Is "D log fO2 (FMQ)" a key to the Oxidation State
of the Mantle?

Dominique Lattard Fachgebiet Petrologie, TU Berlin, EB 310, Str. d. 17. Juni 135, D-10623 Berlin, Germany

D log fO2 (FMQ) - i.e. the oxygen fugacity defined by a mineral assemblage relative to the fayalite-magnetite-quartz buffer - is widely used as a monitor of the oxidation state of the Earth's mantle. Different D log fO2 (FMQ) are thought to reflect different oxidation states, with the consequence that models of a stratified or of a laterally inhomogeneous mantle are usually favored. Changes in D log fO2 (FMQ), in particular during the ascent of mantle magmas, are thought to be related to redox processes.

The present note aims at showing that D log fO2 (FMQ) is not a reliable indicator of the oxidation state and at exemplifying some consequences for redox models of the mantle and its melt products.

Estimates of D log fO2 (FMQ) from mantle parageneses

D log fO2 (FMQ) can be only estimated from mineral assemblages that are related to a solid oxygen buffer equilibrium. For upper mantle peridotites, the most widely used assemblage is olivine-orthopyroxene-spinel which relies on the fayalite-ferrosilite-magnetite (FFsM) equili-brium:
(6 Fe2+SiO3)opx+ (2 Fe2+Fe3+2O4)spl = (6 Fe2+2SiO4)ol + O2 , with the following expression for the oxygen fugacity:
fO2 = KFFsM . (aFeSiO3)6. (aFe3O4)2 . (aFe2SiO4)-6 (1).
D log fO2 (FMQ) = log fO2 - log fO2 (FMQ) (2).
There are several calibrations of fO2 for the FFsM equilibrium in the literature.

Non-redox factors influencing D log fO2 (FMQ)

D log fO2 (FMQ) may be dependent on temperature, because the assemblages considered do not necessarily have the same fO2 -T relation than the FMQ buffer. Moreover, temperature-dependent Fe-Mg exchanges also indirectly influence D log fO2 (FMQ) because they affect the activity term in the log fO2 calculation (eq. 1). The effect of the modal composition is related to that of temperature: as soon as the isopleths of the components involved in the buffer equilibrium are not parallel in a log fO2 vs. T diagram, the temperature-dependence of D log fO2 (FMQ) becomes a function of the modal ratio of the corresponding phases. If changes in the bulk chemical composition translate into changes of the mineral compositions, the activity term (eq. 1) and, hence, D log fO2 (FMQ) are also affected. The influence of pressure on D log fO2 (FMQ) is two-fold. The equilibrium constant of any oxygen buffer reaction, and hence its fO2 , is dependent on pressure via the reaction volume of the solids. Indirectly, mineralogical changes with depth in the mantle also affect fO2.

Changes in D log fO2 (FMQ) due to any of the factors enumerated above do not reflect any redox change. In particular, increasing D log fO2 (FMQ) with decreasing pressure in an ascending magma cannot be related to an oxidation process, as proposed in several papers (e.g. Carmichael & Ghiorso, 1986; Ballhaus, 1993). Similarly, a decrease of D log fO2 (FMQ) with increasing depth in the mantle is not synonymous of reduction (cf. Ballhaus, 1995).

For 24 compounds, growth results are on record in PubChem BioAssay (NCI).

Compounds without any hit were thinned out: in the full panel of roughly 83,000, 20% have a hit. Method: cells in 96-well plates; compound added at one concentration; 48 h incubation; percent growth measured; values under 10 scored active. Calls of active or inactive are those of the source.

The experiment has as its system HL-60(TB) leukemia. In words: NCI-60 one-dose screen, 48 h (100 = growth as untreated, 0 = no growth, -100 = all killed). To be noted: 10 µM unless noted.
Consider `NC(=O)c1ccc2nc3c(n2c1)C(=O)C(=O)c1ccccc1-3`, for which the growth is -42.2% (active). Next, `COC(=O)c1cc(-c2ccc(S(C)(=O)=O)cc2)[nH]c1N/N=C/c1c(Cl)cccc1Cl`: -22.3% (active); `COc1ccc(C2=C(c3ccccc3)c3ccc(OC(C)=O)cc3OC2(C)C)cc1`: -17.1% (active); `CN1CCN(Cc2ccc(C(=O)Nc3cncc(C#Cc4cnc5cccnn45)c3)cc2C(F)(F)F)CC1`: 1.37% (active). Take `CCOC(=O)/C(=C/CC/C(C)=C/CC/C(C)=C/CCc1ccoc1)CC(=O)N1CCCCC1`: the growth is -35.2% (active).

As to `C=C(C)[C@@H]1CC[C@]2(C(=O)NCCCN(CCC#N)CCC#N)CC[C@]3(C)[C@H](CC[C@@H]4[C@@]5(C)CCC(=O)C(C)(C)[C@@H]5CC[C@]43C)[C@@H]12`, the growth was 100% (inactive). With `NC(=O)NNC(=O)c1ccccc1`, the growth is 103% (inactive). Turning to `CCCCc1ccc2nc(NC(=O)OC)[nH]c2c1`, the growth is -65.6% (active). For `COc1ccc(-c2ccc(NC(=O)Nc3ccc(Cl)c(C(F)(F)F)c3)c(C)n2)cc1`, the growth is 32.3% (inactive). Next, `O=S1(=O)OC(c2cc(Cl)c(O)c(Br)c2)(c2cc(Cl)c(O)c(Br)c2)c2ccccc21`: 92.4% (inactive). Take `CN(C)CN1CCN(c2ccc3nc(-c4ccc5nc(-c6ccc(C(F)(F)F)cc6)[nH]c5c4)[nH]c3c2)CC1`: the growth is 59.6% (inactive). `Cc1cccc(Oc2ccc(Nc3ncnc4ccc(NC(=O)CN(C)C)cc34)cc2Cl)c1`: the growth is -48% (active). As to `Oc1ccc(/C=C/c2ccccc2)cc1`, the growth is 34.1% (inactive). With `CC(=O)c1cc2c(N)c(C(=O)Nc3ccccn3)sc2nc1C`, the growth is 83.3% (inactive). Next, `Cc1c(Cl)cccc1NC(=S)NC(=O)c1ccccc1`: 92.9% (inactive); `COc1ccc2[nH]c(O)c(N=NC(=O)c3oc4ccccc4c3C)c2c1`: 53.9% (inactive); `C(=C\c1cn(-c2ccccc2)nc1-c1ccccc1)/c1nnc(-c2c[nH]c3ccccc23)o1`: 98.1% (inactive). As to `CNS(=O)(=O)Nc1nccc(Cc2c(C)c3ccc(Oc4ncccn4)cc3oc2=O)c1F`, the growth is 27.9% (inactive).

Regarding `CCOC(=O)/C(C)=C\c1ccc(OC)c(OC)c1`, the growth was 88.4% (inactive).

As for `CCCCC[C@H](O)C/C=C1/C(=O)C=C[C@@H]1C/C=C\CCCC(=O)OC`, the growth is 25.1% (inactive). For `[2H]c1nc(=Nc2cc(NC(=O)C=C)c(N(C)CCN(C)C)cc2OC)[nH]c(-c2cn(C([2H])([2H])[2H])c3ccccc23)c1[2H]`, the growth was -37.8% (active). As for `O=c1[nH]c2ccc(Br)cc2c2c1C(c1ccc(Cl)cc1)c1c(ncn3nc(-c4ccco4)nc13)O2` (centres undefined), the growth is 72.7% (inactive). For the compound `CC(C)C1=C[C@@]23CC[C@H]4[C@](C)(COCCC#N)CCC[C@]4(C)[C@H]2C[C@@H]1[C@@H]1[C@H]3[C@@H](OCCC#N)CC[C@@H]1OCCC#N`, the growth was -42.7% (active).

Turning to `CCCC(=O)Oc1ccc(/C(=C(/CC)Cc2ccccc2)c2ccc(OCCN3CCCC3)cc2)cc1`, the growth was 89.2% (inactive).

What is the oxidation state?

Since changes in D log fO2 (FMQ) need not reflect any oxidation or reduction, this parameter cannot adequately represent the oxidation state. There is no clear definition of the oxidation state of a paragenesis, a rock or any geological entity, because geological materials have complex chemical compositions. However, since iron is the only major transition element in the mantle, it is reasonable to express oxidation ratios in the mantle by the ratio "OF"=SOFe/SFe, whereby OFe is the oxygen linked to iron in all valencies (incl. Fe°). The OF-ratio is dependent on the modal composition of the rock and there is no simple relation between it and D log fO2 (FMQ). It must be stressed that if the bulk chemical composition (incl. the bulk Fe3+/SFe) is assumed to be constant throughout the mantle (O'Neill et al., 1993; Ballhaus, 1995), the OF-ratio is also constant and oxidised or reduced domains are excluded.

D log fO2 (FMQ) and fluid compositions

Different D log fO2 (FMQ) translate into different compositions of the C-H-O fluids that may coexist with solid mantle parageneses. In particular, decreasing values of D log fO2 (FMQ) of the solid assemblage may result in a reduction of the coexisting mantle fluids. The oxygen thus released must, in turn, oxidise the solid assemblage. The related increase in D log fO2 (FMQ) will depend on the buffering capacity of the solid assemblage and may be only slight. In conclusion, mantle domains with low D log fO2 (FMQ) may have more oxidised solid parageneses than those with higher D log fO2 (FMQ). It is, however, important to note that at sufficient pressure, relatively oxidised domains - i.e. with relatively high OF ratios - may contain an iron-bearing metallic phase coexisting with Fe3+- bearing silicates and oxides.


Ballhaus, C., Contrib. Mineral. Petrol. 114, 331-348 (1993).

Ballhaus, C., Earth planet. Sci. Lett. 132, 75-86 (1995).

Carmichael, I. S. E. & Ghiorso, M.S., Earth planet. Sci. Lett. 78, 200-210 (1986).

O'Neill, H. St. C. et al. In Evolution of the Earth and Planets, IUGG Vol. 14, 73-88 (1993).